A red decorative symbol
  • Decolonization

Updated: September 26, 2023


Gitxaala Nation v. Chief Gold Commissioner of B.C. et al. and Ehattesaht First Nation v. His Majesty the King in right of B.C. et al. have the potential to set important precedents about the rights of First Nations in B.C., including whether the Declaration Act establishes enforceable rights. 

Both Gitxaala Nation and Ehattesaht First Nation have filed legal challenges to B.C.’s Mineral Tenure Act. Their legal challenges concerned the process used by the Government of B.C. to grant mineral claims on territories over which the Nations claim rights and title. Currently, mineral claims are granted via an online system. This process does not include consultation with First Nations who have asserted rights and title over the territory where the claim is staked. Both First Nations sought a judicial review of this process and certain mineral claims granted through it. They argued, amongst other things, that the Declaration Act provides a legal right for First Nations to be consulted before claims are granted. The cases were heard by the B.C. Supreme Court; hearings concluded May 19, 2023.

Leave to intervene

The Declaration Act was passed into law in November 2019 and affirms the application of the United Nations Declaration on the Rights of Indigenous Peoples (UNDRIP) to the laws of British Columbia. B.C.’s Declaration Act is historic legislation, critical to decolonization and reconciliation in the province.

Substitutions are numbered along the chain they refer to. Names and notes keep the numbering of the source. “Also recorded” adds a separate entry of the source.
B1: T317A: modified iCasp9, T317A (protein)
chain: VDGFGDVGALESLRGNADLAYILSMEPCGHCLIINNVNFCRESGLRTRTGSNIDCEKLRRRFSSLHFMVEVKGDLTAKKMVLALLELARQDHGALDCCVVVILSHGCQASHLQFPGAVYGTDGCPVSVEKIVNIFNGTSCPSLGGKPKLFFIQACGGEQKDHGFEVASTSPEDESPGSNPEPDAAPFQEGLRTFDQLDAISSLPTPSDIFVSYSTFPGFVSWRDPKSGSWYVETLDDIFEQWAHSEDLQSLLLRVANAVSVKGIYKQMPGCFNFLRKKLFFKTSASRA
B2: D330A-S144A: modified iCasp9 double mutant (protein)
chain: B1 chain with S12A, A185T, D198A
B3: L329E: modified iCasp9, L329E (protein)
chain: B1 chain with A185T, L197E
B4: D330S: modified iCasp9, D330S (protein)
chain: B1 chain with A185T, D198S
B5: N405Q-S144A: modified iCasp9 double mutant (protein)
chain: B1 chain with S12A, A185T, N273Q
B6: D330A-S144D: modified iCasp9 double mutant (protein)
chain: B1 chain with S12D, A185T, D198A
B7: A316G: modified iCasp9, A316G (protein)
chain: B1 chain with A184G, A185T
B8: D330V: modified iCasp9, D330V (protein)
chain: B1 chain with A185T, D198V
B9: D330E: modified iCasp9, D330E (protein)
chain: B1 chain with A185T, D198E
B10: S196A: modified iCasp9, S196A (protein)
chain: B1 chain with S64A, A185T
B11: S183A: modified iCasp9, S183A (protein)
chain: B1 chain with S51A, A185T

The cases brought by Gitxaala Nation and Ehattesaht First Nation are among the first to rely on and test the Declaration Act. The Commissioner applied for leave to intervene in December 2022 and was granted intervenor status on January 6, 2023. Court hearings began on Apr. 3, 2023 and the intervention argued that the Declaration Act is legally enforceable legislation and should be interpreted as quasi-constitutional human rights legislation.


On Sep. 26, 2023, the Court released its decision on the cases, in which it found that the Declaration Act does not implement UNDRIP in B.C. or create rights for Indigenous peoples that can be litigated. The Commissioner expressed disappointment at the decision.

A key part of my mandate is to promote compliance with international human rights law in B.C., including UNDRIP. I believe this litigation is critical to that mandate and to the future of human rights—and specifically Indigenous rights—in this province.”

Kasari Govender, B.C.’s Human Rights Commissioner

Follow the case

Get all materials related to the case including documents, videos, media releases, plaintiff stories, photos and more.

About interventions

The Commissioner can apply to intervene in court and can intervene as a matter of right in B.C. Human Rights Tribunal cases with the potential to make a significant impact on human rights across the province. Interventions can impact how the law evolves, making them an important tool in systemic work to promote and protect human rights.

If the Commissioner’s request to intervene is approved by a court, BCOHRC provides submissions (also called legal arguments) to the judge in the case in question. These submissions are usually about how to interpret a narrow point of the law. Intervenors do not represent either side in a case; their submissions must be different from the arguments being made by the parties to the case, and submissions must not advocate for either side to win or lose.